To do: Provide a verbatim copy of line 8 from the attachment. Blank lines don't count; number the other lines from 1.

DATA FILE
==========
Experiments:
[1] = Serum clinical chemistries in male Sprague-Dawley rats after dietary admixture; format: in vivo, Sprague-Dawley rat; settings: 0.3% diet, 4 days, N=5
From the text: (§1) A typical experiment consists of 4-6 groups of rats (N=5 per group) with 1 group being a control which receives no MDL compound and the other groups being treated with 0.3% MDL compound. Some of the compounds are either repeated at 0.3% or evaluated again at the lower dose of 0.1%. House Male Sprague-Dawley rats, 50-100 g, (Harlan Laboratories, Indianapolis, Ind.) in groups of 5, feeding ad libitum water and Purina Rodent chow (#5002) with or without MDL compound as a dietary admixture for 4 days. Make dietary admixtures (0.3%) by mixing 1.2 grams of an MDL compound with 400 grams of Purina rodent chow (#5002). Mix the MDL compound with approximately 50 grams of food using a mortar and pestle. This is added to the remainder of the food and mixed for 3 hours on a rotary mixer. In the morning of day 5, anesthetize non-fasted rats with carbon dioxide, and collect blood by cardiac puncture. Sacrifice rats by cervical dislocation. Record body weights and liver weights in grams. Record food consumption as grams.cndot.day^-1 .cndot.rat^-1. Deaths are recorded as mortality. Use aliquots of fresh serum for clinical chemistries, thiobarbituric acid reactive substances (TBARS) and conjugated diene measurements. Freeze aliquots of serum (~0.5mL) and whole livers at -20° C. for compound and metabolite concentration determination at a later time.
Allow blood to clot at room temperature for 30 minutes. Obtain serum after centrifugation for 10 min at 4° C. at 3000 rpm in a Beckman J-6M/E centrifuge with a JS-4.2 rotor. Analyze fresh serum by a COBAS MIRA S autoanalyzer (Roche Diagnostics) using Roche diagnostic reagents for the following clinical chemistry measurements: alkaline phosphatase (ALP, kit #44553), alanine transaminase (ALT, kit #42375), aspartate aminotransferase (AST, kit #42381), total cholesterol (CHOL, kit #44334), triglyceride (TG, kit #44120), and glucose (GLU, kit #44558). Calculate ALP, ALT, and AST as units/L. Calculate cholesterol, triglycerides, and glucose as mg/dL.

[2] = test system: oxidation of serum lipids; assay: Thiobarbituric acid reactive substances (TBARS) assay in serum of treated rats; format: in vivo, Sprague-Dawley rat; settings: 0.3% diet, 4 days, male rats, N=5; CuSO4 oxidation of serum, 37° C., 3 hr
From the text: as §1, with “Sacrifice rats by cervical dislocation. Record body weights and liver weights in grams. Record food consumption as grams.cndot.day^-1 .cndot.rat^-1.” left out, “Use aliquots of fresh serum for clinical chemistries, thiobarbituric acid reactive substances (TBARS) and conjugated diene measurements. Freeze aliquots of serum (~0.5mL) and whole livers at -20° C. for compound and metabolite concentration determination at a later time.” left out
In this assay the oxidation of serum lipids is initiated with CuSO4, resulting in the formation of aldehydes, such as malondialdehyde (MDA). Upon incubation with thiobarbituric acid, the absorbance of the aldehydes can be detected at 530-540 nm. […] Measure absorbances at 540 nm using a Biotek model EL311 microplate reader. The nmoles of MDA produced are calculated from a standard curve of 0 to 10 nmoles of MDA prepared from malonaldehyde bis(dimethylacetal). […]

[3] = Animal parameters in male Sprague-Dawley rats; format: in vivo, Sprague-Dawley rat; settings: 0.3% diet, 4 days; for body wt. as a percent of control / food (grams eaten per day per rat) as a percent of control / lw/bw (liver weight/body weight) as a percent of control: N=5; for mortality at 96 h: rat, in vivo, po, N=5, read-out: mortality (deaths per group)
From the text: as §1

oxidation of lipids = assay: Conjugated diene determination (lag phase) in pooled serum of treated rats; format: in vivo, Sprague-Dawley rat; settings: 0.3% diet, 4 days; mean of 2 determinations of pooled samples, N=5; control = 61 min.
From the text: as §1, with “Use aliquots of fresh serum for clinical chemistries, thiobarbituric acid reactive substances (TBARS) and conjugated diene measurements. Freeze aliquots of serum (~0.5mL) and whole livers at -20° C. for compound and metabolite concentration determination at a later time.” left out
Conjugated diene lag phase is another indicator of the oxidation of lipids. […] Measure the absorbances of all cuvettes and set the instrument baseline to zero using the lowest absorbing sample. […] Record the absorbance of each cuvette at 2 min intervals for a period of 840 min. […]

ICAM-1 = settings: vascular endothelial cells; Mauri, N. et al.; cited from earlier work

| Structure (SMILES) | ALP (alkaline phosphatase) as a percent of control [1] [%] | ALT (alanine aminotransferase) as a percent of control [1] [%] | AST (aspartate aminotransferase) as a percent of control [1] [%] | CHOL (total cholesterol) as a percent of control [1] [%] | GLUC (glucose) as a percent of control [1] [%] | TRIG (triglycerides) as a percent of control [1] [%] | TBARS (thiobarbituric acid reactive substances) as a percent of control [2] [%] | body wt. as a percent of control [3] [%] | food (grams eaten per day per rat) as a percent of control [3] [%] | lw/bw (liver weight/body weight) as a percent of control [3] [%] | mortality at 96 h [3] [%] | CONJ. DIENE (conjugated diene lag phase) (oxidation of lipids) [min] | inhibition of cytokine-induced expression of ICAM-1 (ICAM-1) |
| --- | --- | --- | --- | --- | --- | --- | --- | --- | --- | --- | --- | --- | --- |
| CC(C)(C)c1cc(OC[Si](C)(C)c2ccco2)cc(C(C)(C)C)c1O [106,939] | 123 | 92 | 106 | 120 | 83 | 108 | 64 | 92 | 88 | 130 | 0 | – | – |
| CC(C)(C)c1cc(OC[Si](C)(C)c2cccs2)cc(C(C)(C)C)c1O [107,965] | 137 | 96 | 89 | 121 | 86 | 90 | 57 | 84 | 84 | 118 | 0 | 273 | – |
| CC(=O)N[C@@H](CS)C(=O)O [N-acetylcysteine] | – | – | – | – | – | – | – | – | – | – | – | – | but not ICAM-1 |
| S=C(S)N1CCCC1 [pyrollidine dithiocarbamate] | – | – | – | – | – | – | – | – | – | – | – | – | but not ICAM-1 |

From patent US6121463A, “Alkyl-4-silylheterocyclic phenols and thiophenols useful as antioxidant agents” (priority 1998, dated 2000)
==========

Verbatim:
[3] = Animal parameters in male Sprague-Dawley rats; format: in vivo, Sprague-Dawley rat; settings: 0.3% diet, 4 days; for body wt. as a percent of control / food (grams eaten per day per rat) as a percent of control / lw/bw (liver weight/body weight) as a percent of control: N=5; for mortality at 96 h: rat, in vivo, po, N=5, read-out: mortality (deaths per group)